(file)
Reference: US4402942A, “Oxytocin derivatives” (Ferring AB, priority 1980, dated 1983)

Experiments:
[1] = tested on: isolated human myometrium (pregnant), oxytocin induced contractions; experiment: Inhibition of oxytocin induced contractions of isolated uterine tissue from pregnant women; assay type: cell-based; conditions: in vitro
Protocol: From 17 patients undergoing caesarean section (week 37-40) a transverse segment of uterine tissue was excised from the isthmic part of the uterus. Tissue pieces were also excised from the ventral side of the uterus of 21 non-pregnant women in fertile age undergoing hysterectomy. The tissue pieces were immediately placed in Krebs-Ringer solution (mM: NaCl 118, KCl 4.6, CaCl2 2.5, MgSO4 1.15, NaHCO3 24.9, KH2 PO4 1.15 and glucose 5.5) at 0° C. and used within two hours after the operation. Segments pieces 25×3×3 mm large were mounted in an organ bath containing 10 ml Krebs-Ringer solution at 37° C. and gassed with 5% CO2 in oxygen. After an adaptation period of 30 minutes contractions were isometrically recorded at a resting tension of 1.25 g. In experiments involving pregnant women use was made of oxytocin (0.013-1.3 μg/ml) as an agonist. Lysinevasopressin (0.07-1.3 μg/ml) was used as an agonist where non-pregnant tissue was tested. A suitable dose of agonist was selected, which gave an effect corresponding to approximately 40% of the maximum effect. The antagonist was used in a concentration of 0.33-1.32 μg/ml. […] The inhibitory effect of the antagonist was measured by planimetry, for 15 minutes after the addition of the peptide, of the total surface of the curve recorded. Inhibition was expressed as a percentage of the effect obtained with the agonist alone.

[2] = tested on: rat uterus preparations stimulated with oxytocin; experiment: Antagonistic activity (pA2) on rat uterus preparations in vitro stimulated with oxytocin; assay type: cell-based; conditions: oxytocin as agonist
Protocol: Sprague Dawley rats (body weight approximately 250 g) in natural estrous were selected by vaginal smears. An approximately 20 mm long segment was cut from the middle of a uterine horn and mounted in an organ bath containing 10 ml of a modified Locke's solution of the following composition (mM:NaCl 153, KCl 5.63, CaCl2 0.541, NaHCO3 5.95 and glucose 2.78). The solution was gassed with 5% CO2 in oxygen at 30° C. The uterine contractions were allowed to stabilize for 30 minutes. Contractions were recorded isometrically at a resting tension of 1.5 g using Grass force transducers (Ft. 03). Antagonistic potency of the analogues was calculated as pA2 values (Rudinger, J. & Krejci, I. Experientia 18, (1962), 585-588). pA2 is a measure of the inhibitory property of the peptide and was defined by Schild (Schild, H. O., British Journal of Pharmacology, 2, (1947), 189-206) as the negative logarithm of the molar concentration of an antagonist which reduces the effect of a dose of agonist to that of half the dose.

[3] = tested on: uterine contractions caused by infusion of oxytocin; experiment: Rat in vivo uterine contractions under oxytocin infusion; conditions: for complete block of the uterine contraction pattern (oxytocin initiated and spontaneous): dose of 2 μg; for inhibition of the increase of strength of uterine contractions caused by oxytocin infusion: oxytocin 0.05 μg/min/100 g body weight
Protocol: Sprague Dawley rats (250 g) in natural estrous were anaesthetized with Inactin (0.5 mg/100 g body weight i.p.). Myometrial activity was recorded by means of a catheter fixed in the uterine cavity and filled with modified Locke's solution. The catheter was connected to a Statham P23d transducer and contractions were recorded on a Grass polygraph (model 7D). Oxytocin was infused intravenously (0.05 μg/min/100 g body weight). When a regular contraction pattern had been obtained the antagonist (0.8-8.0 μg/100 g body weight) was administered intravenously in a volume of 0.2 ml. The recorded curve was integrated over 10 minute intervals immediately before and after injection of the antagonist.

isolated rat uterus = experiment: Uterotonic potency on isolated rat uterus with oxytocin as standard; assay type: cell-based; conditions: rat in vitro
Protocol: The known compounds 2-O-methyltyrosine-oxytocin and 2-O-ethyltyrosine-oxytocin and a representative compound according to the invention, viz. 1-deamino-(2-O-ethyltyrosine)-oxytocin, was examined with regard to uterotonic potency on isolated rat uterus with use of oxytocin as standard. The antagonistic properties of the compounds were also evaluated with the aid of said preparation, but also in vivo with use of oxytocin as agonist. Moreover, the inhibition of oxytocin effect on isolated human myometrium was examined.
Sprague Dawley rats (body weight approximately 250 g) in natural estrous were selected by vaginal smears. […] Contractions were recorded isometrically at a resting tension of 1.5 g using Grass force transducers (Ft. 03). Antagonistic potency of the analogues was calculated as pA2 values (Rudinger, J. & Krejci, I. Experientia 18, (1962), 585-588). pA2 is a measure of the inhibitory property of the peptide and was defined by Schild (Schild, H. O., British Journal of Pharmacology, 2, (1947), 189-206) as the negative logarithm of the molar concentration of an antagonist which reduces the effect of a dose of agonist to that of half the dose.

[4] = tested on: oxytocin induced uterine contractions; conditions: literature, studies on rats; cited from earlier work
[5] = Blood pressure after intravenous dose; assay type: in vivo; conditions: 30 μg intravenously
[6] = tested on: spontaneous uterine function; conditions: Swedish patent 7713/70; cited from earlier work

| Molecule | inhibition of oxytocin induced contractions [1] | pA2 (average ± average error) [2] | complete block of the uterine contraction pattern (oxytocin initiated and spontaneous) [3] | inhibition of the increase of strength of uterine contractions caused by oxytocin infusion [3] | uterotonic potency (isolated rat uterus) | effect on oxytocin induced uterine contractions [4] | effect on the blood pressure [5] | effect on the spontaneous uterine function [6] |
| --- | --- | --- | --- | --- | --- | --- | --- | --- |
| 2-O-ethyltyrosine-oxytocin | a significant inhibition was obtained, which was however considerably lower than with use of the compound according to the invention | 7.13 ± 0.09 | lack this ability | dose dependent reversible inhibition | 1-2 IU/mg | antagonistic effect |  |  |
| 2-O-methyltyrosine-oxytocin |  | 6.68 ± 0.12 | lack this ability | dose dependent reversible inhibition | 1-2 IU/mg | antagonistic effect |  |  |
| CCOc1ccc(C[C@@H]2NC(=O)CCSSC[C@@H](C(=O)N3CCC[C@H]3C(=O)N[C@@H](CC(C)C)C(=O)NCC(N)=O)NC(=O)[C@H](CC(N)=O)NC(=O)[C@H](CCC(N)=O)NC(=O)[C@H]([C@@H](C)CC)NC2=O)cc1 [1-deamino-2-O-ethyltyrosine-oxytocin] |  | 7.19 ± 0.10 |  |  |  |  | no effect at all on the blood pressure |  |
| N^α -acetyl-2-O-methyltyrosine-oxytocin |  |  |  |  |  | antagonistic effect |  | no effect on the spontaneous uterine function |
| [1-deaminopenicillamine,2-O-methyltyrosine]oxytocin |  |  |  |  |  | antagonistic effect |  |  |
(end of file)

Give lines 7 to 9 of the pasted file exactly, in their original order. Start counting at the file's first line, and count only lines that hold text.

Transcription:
[3] = tested on: uterine contractions caused by infusion of oxytocin; experiment: Rat in vivo uterine contractions under oxytocin infusion; conditions: for complete block of the uterine contraction pattern (oxytocin initiated and spontaneous): dose of 2 μg; for inhibition of the increase of strength of uterine contractions caused by oxytocin infusion: oxytocin 0.05 μg/min/100 g body weight
Protocol: Sprague Dawley rats (250 g) in natural estrous were anaesthetized with Inactin (0.5 mg/100 g body weight i.p.). Myometrial activity was recorded by means of a catheter fixed in the uterine cavity and filled with modified Locke's solution. The catheter was connected to a Statham P23d transducer and contractions were recorded on a Grass polygraph (model 7D). Oxytocin was infused intravenously (0.05 μg/min/100 g body weight). When a regular contraction pattern had been obtained the antagonist (0.8-8.0 μg/100 g body weight) was administered intravenously in a volume of 0.2 ml. The recorded curve was integrated over 10 minute intervals immediately before and after injection of the antagonist.

isolated rat uterus = experiment: Uterotonic potency on isolated rat uterus with oxytocin as standard; assay type: cell-based; conditions: rat in vitro